nuclear medicine OVERVIEW
What Is Nuclear Medicine?
Nuclear Imaging is a specialized area of radiology which images organs and body functions through the emission of radioactive materials given to the patient. Nuclear Imaging examines your body’s organs by using very small doses of Radioisotopes.
The instrument used to detect and create the images used by the radiologist to interpret your scan is placed near the body part to be imaged. Remember, the radioactivity from the isotope is transferred from you to the camera. The dose is very small so the camera must be fairly close.
These procedures are very safe and the isotope used is a very small amount. These isotopes are attracted to specific body tissues, such as bone, liver, lung, heart or brain, producing images detected by a special type of camera. The camera produces images that are read and interpreted by our radiologist.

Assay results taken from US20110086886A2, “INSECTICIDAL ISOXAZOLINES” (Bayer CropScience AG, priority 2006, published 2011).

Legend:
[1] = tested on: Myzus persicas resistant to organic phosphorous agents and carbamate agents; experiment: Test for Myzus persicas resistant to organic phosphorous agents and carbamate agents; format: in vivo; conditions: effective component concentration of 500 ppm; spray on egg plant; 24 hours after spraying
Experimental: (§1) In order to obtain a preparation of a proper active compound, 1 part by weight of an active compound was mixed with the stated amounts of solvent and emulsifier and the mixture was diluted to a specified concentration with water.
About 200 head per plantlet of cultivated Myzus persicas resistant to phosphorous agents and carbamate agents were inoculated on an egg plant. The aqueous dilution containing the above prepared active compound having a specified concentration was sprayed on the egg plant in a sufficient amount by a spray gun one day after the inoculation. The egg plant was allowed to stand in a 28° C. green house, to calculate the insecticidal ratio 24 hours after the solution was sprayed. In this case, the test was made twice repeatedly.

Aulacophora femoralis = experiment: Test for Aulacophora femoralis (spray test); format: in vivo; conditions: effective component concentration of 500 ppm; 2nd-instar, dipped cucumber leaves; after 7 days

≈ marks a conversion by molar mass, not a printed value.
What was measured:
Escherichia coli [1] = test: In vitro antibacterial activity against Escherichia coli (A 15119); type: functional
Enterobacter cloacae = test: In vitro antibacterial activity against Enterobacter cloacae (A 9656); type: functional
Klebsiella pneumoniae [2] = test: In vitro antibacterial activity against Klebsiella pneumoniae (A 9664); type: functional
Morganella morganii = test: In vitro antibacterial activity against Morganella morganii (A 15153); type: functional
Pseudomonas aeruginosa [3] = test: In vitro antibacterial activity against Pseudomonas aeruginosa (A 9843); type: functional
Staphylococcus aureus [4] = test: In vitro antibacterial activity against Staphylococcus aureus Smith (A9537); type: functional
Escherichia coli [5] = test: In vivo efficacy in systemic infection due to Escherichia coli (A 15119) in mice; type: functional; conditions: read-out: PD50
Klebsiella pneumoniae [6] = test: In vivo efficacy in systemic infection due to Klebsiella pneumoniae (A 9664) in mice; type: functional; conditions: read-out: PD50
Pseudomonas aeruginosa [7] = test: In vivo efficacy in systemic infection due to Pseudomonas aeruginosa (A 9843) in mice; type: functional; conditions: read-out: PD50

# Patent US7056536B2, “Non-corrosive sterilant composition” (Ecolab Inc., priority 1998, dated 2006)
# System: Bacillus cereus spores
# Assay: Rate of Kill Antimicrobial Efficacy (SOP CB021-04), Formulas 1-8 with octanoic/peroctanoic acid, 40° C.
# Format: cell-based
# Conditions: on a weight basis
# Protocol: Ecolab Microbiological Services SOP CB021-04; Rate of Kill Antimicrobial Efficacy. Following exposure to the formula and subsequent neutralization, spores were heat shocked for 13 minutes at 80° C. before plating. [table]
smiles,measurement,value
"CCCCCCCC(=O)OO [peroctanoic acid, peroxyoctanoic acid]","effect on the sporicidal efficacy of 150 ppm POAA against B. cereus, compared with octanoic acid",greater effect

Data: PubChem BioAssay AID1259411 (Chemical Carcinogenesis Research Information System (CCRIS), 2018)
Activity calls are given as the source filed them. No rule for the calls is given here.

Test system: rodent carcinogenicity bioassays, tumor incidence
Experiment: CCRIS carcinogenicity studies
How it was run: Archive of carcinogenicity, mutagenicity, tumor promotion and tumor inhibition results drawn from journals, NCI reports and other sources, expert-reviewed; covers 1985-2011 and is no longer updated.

Preparation For MRI
The preparation will vary for each body part to be examined. Preparation instructions will be given when the exam is scheduled. Please inform the staff if you are pregnant.
Each Nuclear medicine exam takes a different length of time to complete. For example, a gall bladder exam is about one and a half hours. A thyroid exam is taken over a 24 hour period. The exam is performed at 6 hours and again at 24 hours.
After your exam, the radiologist will review your images and a report will be sent directly to your physician. Reports are available within 24 to 72 hours.